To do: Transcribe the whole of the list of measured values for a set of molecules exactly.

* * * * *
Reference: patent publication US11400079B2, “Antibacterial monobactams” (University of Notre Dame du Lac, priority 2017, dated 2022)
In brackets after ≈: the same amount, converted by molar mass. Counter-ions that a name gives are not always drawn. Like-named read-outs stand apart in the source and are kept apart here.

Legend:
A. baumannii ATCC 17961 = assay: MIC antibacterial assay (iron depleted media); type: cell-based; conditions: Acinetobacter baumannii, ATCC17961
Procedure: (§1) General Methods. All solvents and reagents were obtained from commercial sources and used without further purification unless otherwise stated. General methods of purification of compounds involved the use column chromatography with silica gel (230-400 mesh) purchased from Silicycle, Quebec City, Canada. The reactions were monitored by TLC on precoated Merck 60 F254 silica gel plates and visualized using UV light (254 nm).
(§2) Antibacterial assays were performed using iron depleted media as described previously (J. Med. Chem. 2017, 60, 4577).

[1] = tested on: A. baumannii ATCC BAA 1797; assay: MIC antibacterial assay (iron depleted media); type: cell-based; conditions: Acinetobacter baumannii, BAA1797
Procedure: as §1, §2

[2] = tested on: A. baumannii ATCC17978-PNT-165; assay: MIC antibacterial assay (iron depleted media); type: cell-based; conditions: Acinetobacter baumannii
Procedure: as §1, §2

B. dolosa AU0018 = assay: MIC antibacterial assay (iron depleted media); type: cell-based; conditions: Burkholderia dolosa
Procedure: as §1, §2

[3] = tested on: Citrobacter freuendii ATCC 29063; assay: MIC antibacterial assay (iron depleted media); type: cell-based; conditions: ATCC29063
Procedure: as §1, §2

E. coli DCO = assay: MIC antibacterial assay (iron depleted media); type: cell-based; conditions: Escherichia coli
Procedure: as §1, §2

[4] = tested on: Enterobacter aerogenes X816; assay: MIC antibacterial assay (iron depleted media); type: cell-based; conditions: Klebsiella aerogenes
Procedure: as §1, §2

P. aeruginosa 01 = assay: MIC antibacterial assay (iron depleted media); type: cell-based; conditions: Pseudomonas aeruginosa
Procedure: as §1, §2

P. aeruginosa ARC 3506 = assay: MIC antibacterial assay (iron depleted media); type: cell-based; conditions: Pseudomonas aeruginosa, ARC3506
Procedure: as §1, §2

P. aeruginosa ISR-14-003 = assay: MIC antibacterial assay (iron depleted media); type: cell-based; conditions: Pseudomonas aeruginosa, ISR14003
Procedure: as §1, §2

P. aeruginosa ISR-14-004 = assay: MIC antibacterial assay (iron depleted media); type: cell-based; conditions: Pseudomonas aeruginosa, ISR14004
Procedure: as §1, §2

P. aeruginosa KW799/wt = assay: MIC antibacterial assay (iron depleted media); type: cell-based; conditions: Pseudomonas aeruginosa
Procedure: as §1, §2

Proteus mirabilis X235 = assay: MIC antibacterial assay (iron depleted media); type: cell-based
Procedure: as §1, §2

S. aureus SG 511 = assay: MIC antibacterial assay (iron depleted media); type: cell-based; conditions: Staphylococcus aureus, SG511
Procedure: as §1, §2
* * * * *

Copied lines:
Reference: patent publication US11400079B2, “Antibacterial monobactams” (University of Notre Dame du Lac, priority 2017, dated 2022)
In brackets after ≈: the same amount, converted by molar mass. Counter-ions that a name gives are not always drawn. Like-named read-outs stand apart in the source and are kept apart here.

Legend:
A. baumannii ATCC 17961 = assay: MIC antibacterial assay (iron depleted media); type: cell-based; conditions: Acinetobacter baumannii, ATCC17961
Procedure: (§1) General Methods. All solvents and reagents were obtained from commercial sources and used without further purification unless otherwise stated. General methods of purification of compounds involved the use column chromatography with silica gel (230-400 mesh) purchased from Silicycle, Quebec City, Canada. The reactions were monitored by TLC on precoated Merck 60 F254 silica gel plates and visualized using UV light (254 nm).
(§2) Antibacterial assays were performed using iron depleted media as described previously (J. Med. Chem. 2017, 60, 4577).

[1] = tested on: A. baumannii ATCC BAA 1797; assay: MIC antibacterial assay (iron depleted media); type: cell-based; conditions: Acinetobacter baumannii, BAA1797
Procedure: as §1, §2

[2] = tested on: A. baumannii ATCC17978-PNT-165; assay: MIC antibacterial assay (iron depleted media); type: cell-based; conditions: Acinetobacter baumannii
Procedure: as §1, §2

B. dolosa AU0018 = assay: MIC antibacterial assay (iron depleted media); type: cell-based; conditions: Burkholderia dolosa
Procedure: as §1, §2

[3] = tested on: Citrobacter freuendii ATCC 29063; assay: MIC antibacterial assay (iron depleted media); type: cell-based; conditions: ATCC29063
Procedure: as §1, §2

E. coli DCO = assay: MIC antibacterial assay (iron depleted media); type: cell-based; conditions: Escherichia coli
Procedure: as §1, §2

[4] = tested on: Enterobacter aerogenes X816; assay: MIC antibacterial assay (iron depleted media); type: cell-based; conditions: Klebsiella aerogenes
Procedure: as §1, §2

P. aeruginosa 01 = assay: MIC antibacterial assay (iron depleted media); type: cell-based; conditions: Pseudomonas aeruginosa
Procedure: as §1, §2

P. aeruginosa ARC 3506 = assay: MIC antibacterial assay (iron depleted media); type: cell-based; conditions: Pseudomonas aeruginosa, ARC3506
Procedure: as §1, §2

P. aeruginosa ISR-14-003 = assay: MIC antibacterial assay (iron depleted media); type: cell-based; conditions: Pseudomonas aeruginosa, ISR14003
Procedure: as §1, §2

P. aeruginosa ISR-14-004 = assay: MIC antibacterial assay (iron depleted media); type: cell-based; conditions: Pseudomonas aeruginosa, ISR14004
Procedure: as §1, §2

P. aeruginosa KW799/wt = assay: MIC antibacterial assay (iron depleted media); type: cell-based; conditions: Pseudomonas aeruginosa
Procedure: as §1, §2

Proteus mirabilis X235 = assay: MIC antibacterial assay (iron depleted media); type: cell-based
Procedure: as §1, §2

S. aureus SG 511 = assay: MIC antibacterial assay (iron depleted media); type: cell-based; conditions: Staphylococcus aureus, SG511
Procedure: as §1, §2